December 28, 2015 christmas, diario/journal

on the road again – the drive homechristmas 2015 – 7th entry
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Section One – 52 miles
Sault Ste Marie to St. Ignace

Crossing back into the US is always a struggle, not as bad as the Peace Bridge in Buffalo or the Ambassador Bridge in Detroit. But the International Bridge on the American side has no NEXUS lane and a weird plaza design.

Section Two – 66 miles
St Ignace to Gaylord

This includes crossing the Mighty Mackinac. The Bridge is beautiful, however the railings are very low and it’s easy to feel like you’re floating above the Straits. I have to keep my eyes straight ahead, because looking around me is terrifying. And to make the crossing even harder, the inside lane is a grate and driving on it is even more disconcerting than the outside lane with its almost absent railing.

Section Three – 28 miles
Gaylord to Grayling

This is a winter nightmare and a micro-climate. The weather in this section can close I-75. There have been years where I waited at Rose-and-Derrick’s for the snowfall and forecast to shift up here in the snow-belt before I headed up I-75.

Section Four – 42 miles
Grayling to West Branch

I stop at West Branch and gas up. In the spring and summer, I even stop and shop at the Eddie Bauer outlet.

Section Five – 65 miles
West Branch to Saginaw

The is the last section of I-75 with two lanes. And as I get closer to Saginaw, the rural, farmland begins to shift to light industry and shopping centers.

Section Six – 39 miles
Saginaw to Flint

This is the northern boundary of greater Detroit. The highway is now 10 lanes wide mainly because of the huge outlet mall – Birch Run. And I-475 is the beginning of the eastern direction of the trip.

Section Seven – 21 miles
Flint to Lapeer

Where I-475 goes through crumbling Flint, I-69 to Lapeer goes through suburban sprawl. The farmland has been converted to track-housing and strip malls.


December 29, 2015 christmas, diario/journal

anywhere but herechristmas 2015 – 8th entry
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map-of-michiganDom and I went walking a couple days ago and we got on the topic of expats. He’s always been disappointed that he hasn’t found a way to interact with the town where he was born. (The five of us visit family and that is our interaction with Sault Ste Marie.) This led me to make the statement that Sault Ste Marie and the state of Michigan share many similarities. Both are places that people leave and come back only to visit parents. None of my friends from high-school live in Sault Ste Marie; they have all left and now make their homes in southern Ontario; one has found his way to western Mexico. The city has lost close to 30,000 people since the mid-seventies. Also, I know several people who grew up in Michigan, but now live elsewhere and have never considered going back to The Wolverine State. Both groups of expats have some very successful people in them. The Sault Ste Marie expats include teachers, mid-level managers, agency directors, entrepreneurs …; the Michigan expats include architects, museum founder/directors, city-managers …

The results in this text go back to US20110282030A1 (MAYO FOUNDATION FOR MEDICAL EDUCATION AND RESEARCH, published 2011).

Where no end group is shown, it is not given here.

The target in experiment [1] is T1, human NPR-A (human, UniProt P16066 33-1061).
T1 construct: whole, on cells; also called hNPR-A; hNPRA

Dom believes that the weather and economic opportunities are the road-blocks preventing people from returning after college, after marriage. I also think the region has lost so much talent, that there’s a sense of stagnation everywhere one looks. And the stagnation stops the move back. Michigan on the other hand, has always been a rough and at times mean place. The 1960’s riots destroyed Detroit. And the sentiments and divisions that fueled that rage are still in evidence today. Look at what the Governor’s Office has done with the water supply in Flint; look what the Governor did to the elected mayors of Flint, Pontiac and Detroit.

In contrast, Pittsburgh pulls back its sons-and-daughters and when they return they make significant contributions to the civic life of the region.


December 30, 2015 christmas, diario/journal


bluestoneschristmas 2015 – 9th entry
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In the spring, I finally removed the bonsai pot that the Scotch Pine had grown through, but removing the pot exposed all the upper roots. I needed to protect the exposed roots and the tip of the root-ball now that the old plastic pot was gone. My solution was to bring back a couple buckets of the tiny bluestones from Connie’s cottage and use them around the gnarled roots.

When I go back, I’ll have to collect more of the small ones.


January 2, 2016 christmas, diario/journal

christian, maria and mariochristmas 2015 – 10th entry
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Christian-MariaChristian and Maria drove down to visit and we had a nice time. The last time Christian was here, he was 7 and the four of them – Dave, Jo’, Christian and Seane – spent their visit at Ross Park Mall. When we were talking about him and Maria coming down, he had no idea what they would do except go shopping. I explained that we would do the whole sight-seeing tour, but he had no sense what that meant. He was too young to remember; he did remember Kennywood Park.